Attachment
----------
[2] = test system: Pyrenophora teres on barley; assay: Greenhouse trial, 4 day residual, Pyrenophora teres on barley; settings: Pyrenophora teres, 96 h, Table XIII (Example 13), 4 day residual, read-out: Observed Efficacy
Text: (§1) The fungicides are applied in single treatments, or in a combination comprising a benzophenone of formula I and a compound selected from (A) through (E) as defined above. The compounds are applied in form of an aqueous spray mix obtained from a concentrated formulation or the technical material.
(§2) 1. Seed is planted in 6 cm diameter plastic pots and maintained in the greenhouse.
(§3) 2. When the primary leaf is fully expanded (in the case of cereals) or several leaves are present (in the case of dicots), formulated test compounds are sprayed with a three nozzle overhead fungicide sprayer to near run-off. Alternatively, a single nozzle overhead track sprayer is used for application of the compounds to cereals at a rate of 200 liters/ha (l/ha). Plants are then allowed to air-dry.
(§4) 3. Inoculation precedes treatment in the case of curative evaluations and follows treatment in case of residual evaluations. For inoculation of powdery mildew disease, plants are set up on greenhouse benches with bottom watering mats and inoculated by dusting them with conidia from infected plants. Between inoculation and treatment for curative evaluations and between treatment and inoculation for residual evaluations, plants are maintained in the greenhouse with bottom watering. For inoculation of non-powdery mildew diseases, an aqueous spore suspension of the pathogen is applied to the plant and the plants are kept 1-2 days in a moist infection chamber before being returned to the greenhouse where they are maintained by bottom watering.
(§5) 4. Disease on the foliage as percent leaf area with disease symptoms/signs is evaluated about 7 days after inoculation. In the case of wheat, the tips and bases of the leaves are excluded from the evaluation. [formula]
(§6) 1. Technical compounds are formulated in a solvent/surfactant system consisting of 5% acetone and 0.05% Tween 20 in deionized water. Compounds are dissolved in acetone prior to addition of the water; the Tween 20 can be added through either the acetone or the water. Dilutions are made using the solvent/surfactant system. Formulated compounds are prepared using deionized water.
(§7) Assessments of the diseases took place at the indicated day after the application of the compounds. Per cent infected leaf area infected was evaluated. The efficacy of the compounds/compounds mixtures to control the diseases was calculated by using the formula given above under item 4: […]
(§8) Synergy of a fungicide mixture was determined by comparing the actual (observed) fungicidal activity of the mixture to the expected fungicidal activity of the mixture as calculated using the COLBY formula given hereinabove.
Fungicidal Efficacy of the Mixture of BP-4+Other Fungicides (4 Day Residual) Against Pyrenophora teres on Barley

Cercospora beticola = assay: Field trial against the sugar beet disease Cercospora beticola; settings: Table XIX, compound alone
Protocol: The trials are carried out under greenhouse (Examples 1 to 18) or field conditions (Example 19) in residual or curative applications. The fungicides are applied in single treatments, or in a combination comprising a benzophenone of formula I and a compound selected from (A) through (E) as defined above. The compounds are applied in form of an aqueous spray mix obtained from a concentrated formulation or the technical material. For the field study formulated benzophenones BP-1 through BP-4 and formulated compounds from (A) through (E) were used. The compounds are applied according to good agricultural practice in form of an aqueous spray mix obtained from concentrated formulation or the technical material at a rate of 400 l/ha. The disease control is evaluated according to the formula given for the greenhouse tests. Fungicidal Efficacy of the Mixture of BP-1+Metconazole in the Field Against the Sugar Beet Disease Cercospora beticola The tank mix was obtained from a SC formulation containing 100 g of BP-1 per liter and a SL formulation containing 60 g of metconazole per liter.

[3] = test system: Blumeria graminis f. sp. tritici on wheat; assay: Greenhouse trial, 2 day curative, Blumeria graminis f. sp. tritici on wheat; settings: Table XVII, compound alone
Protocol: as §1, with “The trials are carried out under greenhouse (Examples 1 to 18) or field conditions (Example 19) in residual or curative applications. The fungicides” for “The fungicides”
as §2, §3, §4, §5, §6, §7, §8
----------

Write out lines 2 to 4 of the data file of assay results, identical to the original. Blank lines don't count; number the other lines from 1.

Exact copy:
Text: (§1) The fungicides are applied in single treatments, or in a combination comprising a benzophenone of formula I and a compound selected from (A) through (E) as defined above. The compounds are applied in form of an aqueous spray mix obtained from a concentrated formulation or the technical material.
(§2) 1. Seed is planted in 6 cm diameter plastic pots and maintained in the greenhouse.
(§3) 2. When the primary leaf is fully expanded (in the case of cereals) or several leaves are present (in the case of dicots), formulated test compounds are sprayed with a three nozzle overhead fungicide sprayer to near run-off. Alternatively, a single nozzle overhead track sprayer is used for application of the compounds to cereals at a rate of 200 liters/ha (l/ha). Plants are then allowed to air-dry.